ABOUT THIS BOOK
A new sociorhetorical study of Acts
In Lydia as a Rhetorical Construct in Acts, Gruca-Macaulay explores the sociorhetorical function of the story of Lydia, a named Lydian woman ancient interpreters would have associated with cultural stereotypes of Lydians. As a rhetorical figure, Lydia both influenced and was influenced by the ideology of the surrounding text in Acts 16, as well as the approach Luke–Acts as a whole takes to people who are somehow like Lydia.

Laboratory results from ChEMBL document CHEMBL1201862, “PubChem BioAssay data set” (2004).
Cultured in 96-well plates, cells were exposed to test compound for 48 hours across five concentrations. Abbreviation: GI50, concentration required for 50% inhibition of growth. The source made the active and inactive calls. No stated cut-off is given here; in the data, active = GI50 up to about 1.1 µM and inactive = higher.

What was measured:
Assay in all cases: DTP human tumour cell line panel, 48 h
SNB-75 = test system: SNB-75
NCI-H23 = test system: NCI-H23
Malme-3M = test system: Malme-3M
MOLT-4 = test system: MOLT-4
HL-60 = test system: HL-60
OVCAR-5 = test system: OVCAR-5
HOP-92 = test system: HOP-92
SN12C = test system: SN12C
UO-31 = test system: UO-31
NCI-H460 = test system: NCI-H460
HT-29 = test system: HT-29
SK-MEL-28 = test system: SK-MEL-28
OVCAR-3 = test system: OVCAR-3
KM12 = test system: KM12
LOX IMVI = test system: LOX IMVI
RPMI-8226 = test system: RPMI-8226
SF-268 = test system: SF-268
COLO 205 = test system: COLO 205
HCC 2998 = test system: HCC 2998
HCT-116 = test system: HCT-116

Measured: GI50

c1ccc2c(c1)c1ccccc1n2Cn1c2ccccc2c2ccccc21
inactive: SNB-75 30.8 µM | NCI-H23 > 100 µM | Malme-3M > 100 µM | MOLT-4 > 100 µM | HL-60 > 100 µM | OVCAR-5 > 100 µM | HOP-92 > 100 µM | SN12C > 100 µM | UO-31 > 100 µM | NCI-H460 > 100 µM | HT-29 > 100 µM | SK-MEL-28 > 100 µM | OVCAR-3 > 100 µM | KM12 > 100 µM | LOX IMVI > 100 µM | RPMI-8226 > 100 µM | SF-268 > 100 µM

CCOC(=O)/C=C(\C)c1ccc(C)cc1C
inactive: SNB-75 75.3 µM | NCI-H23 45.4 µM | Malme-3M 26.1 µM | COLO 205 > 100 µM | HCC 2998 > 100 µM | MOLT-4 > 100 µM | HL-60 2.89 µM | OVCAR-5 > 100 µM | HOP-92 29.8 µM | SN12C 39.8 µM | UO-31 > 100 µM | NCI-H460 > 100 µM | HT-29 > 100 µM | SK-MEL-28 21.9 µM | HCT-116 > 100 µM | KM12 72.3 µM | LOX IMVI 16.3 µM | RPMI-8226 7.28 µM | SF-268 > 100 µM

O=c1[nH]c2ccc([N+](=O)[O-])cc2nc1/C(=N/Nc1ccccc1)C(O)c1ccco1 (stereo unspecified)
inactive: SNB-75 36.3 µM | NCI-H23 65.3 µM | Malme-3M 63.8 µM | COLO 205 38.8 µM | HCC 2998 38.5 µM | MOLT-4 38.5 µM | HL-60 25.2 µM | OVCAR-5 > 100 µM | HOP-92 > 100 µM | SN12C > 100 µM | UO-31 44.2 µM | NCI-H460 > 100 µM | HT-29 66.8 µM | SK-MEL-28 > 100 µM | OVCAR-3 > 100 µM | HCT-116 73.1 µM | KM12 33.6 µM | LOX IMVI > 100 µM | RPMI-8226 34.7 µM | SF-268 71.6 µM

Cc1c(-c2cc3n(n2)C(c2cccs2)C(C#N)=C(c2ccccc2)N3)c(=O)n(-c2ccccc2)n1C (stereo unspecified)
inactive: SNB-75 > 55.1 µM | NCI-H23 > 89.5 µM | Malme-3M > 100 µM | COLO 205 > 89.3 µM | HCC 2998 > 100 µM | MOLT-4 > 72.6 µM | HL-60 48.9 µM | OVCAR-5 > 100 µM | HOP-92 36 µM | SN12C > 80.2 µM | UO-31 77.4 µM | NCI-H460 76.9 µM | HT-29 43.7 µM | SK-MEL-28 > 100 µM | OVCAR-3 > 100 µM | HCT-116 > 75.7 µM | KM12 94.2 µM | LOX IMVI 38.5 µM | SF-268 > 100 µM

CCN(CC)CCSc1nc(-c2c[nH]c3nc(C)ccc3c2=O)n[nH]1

- Displays the rhetorical-cultural portrayal of women in Luke-Acts from the perspective of a first-century Mediterranean audience as compared with the history of scholarship, specifically through a sociorhetorical interpretation of the role of Lydia in Acts
- Investigates the rhetorical function of Mediterranean social-cultural topoi in qualitative argumentation, with a focus on Greco-Roman physiognomy generally, and Lydian ethnography especially
- Introduces the rhetorical use of conceptual blending, particularly its application for gaining insight into the function of military discourse in developing the rhetorical force of the Lydia episode in Acts